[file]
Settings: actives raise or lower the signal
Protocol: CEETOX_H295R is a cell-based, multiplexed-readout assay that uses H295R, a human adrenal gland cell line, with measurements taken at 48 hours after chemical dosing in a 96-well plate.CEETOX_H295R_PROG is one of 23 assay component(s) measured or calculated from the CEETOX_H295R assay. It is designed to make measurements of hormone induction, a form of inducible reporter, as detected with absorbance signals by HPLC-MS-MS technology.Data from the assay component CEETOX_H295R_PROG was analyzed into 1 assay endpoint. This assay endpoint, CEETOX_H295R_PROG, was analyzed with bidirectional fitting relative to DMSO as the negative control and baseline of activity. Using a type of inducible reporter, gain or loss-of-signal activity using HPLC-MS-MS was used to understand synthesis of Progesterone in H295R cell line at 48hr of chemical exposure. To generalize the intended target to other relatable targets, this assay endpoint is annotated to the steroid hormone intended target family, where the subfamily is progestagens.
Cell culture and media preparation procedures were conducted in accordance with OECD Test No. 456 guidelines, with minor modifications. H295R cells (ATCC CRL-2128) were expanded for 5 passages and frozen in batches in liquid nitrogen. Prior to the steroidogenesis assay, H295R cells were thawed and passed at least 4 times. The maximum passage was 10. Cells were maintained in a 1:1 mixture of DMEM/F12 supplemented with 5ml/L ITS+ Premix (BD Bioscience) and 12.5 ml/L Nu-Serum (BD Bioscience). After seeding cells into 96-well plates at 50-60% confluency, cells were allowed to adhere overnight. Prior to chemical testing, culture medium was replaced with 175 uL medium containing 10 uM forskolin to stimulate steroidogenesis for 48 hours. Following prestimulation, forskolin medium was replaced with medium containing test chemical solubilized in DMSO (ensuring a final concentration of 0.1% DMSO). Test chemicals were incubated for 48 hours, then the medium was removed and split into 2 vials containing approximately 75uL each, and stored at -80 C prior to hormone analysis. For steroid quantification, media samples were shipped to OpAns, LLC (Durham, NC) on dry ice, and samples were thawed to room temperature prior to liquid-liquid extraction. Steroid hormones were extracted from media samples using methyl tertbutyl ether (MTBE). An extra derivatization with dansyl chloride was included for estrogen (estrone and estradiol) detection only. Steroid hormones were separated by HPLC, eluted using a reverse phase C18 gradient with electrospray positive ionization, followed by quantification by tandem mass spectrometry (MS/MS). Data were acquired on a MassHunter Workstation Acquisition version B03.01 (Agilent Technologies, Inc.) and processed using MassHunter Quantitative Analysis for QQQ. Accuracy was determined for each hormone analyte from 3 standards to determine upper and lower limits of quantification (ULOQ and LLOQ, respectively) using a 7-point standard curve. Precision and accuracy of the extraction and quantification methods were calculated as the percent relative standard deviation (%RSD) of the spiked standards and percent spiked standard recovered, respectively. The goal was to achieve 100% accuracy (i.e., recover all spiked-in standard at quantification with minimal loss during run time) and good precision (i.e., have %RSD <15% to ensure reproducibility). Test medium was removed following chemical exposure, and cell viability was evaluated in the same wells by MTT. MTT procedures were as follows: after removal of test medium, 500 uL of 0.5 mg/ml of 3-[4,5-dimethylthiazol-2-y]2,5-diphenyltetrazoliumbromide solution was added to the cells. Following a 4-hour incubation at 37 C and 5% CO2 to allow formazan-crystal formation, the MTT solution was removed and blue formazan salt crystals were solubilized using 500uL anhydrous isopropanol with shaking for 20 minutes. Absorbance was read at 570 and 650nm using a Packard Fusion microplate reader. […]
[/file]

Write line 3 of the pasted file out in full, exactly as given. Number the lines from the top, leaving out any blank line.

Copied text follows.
Cell culture and media preparation procedures were conducted in accordance with OECD Test No. 456 guidelines, with minor modifications. H295R cells (ATCC CRL-2128) were expanded for 5 passages and frozen in batches in liquid nitrogen. Prior to the steroidogenesis assay, H295R cells were thawed and passed at least 4 times. The maximum passage was 10. Cells were maintained in a 1:1 mixture of DMEM/F12 supplemented with 5ml/L ITS+ Premix (BD Bioscience) and 12.5 ml/L Nu-Serum (BD Bioscience). After seeding cells into 96-well plates at 50-60% confluency, cells were allowed to adhere overnight. Prior to chemical testing, culture medium was replaced with 175 uL medium containing 10 uM forskolin to stimulate steroidogenesis for 48 hours. Following prestimulation, forskolin medium was replaced with medium containing test chemical solubilized in DMSO (ensuring a final concentration of 0.1% DMSO). Test chemicals were incubated for 48 hours, then the medium was removed and split into 2 vials containing approximately 75uL each, and stored at -80 C prior to hormone analysis. For steroid quantification, media samples were shipped to OpAns, LLC (Durham, NC) on dry ice, and samples were thawed to room temperature prior to liquid-liquid extraction. Steroid hormones were extracted from media samples using methyl tertbutyl ether (MTBE). An extra derivatization with dansyl chloride was included for estrogen (estrone and estradiol) detection only. Steroid hormones were separated by HPLC, eluted using a reverse phase C18 gradient with electrospray positive ionization, followed by quantification by tandem mass spectrometry (MS/MS). Data were acquired on a MassHunter Workstation Acquisition version B03.01 (Agilent Technologies, Inc.) and processed using MassHunter Quantitative Analysis for QQQ. Accuracy was determined for each hormone analyte from 3 standards to determine upper and lower limits of quantification (ULOQ and LLOQ, respectively) using a 7-point standard curve. Precision and accuracy of the extraction and quantification methods were calculated as the percent relative standard deviation (%RSD) of the spiked standards and percent spiked standard recovered, respectively. The goal was to achieve 100% accuracy (i.e., recover all spiked-in standard at quantification with minimal loss during run time) and good precision (i.e., have %RSD <15% to ensure reproducibility). Test medium was removed following chemical exposure, and cell viability was evaluated in the same wells by MTT. MTT procedures were as follows: after removal of test medium, 500 uL of 0.5 mg/ml of 3-[4,5-dimethylthiazol-2-y]2,5-diphenyltetrazoliumbromide solution was added to the cells. Following a 4-hour incubation at 37 C and 5% CO2 to allow formazan-crystal formation, the MTT solution was removed and blue formazan salt crystals were solubilized using 500uL anhydrous isopropanol with shaking for 20 minutes. Absorbance was read at 570 and 650nm using a Packard Fusion microplate reader. […]